Monopsony and Taste-for-Discrimination Model

(1) Monopsony is an economic situation when there are a number of sellers but only one buyer (monopsonist) in the market. Monopsony can be considered as the model symmetrical to market monopoly, and at monopsonic market not the sellers but buyer can determine the price of the goods in the market. A monopsonist can regulate market price by varying the amount of goods he buys. That is why the price which monopsonist is ready to pay for the goods will be lower than it can be in any competitive market.
The concept of Monopsony was introduced in 1933 by Joan Violet Robinson, a British economist and creator of the theory of imperfect competition. She conducted a series of researches on different economic issues, the results of which were publicized in her book The Economics of Imperfect Competition.  She also studied the dynamics of MC and MRP curves in the situation of monopsonic market and compared those with the dynamics of the corresponding curves in terms of competitive markets.
(2) Taste-for-Discrimination model was created by an American economist Gary Becker, who is famous for his studying and interpreting economic concepts from sociological points of view. The model was introduced in the 1950s and described the behavior of employer, which is ready to have extra expenses in order to be associated with some group of the employees instead of another group. Originally, Becker made this assumptions referring to racial discrimination, but the model may be applied not only to racial determinant.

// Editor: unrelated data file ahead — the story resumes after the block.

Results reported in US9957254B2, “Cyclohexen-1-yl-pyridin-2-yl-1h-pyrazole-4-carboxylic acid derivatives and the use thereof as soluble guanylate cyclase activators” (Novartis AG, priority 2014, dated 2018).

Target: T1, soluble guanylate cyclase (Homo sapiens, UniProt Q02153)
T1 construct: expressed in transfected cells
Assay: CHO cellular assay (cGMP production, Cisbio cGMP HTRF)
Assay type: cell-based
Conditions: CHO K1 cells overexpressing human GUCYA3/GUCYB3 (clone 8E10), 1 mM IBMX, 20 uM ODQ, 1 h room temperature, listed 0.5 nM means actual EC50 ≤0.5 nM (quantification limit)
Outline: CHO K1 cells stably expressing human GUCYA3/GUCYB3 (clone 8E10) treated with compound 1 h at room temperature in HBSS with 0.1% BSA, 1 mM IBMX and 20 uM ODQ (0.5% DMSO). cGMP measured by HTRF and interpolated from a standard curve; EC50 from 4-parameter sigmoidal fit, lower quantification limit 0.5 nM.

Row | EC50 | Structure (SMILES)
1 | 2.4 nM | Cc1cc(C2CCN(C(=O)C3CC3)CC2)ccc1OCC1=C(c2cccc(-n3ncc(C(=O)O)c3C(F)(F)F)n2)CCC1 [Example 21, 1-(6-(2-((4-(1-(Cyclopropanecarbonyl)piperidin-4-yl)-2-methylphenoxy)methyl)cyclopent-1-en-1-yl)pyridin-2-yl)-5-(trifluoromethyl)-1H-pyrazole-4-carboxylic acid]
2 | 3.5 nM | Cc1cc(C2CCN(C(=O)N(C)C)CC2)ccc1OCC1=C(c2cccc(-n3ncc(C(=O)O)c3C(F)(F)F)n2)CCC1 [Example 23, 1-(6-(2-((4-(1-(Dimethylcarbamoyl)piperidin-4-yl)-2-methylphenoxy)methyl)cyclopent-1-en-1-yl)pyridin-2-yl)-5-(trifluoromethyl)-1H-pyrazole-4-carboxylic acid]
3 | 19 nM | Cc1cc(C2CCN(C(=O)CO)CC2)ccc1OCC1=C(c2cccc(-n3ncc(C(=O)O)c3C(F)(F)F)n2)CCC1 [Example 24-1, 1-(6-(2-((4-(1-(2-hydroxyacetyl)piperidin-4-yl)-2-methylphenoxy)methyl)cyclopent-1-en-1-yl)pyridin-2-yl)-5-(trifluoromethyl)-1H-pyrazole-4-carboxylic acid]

Undoubtedly, such situation in the market can bring to lowering the wages of discriminated groups, though the productivity of all the groups will remain equal. Thus, discriminated employees will have lower utility. Correspondently, monetary profits of non-discriminatory companies will be higher than those of discriminatory companies.  In addition, it will affect economic equity, because the companies at the market will tend to segregate the groups of workers in long run period if the customers are ready to pay for the “taste”.
Robinson, Joan Violet. (2004) The Columbia Encyclopedia, Sixth Edition. NY: Columbia University Press.
Schwab, S. J. (1999). Employment Discrimination [Brochure]. Cornell University School of Law. Ithaca, NY.

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